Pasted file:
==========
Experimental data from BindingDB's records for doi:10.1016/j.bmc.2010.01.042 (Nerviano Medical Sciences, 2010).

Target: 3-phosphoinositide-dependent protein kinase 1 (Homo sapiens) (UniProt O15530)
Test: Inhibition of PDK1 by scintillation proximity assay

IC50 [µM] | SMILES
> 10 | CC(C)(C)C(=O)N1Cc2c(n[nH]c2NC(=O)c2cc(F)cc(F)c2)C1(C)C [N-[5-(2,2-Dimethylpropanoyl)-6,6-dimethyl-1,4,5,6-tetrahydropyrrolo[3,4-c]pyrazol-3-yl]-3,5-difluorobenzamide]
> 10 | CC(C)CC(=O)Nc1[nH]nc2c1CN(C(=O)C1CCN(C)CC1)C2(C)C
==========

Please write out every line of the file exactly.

Experimental data from BindingDB's records for doi:10.1016/j.bmc.2010.01.042 (Nerviano Medical Sciences, 2010).

Target: 3-phosphoinositide-dependent protein kinase 1 (Homo sapiens) (UniProt O15530)
Test: Inhibition of PDK1 by scintillation proximity assay

IC50 [µM] | SMILES
> 10 | CC(C)(C)C(=O)N1Cc2c(n[nH]c2NC(=O)c2cc(F)cc(F)c2)C1(C)C [N-[5-(2,2-Dimethylpropanoyl)-6,6-dimethyl-1,4,5,6-tetrahydropyrrolo[3,4-c]pyrazol-3-yl]-3,5-difluorobenzamide]
> 10 | CC(C)CC(=O)Nc1[nH]nc2c1CN(C(=O)C1CCN(C)CC1)C2(C)C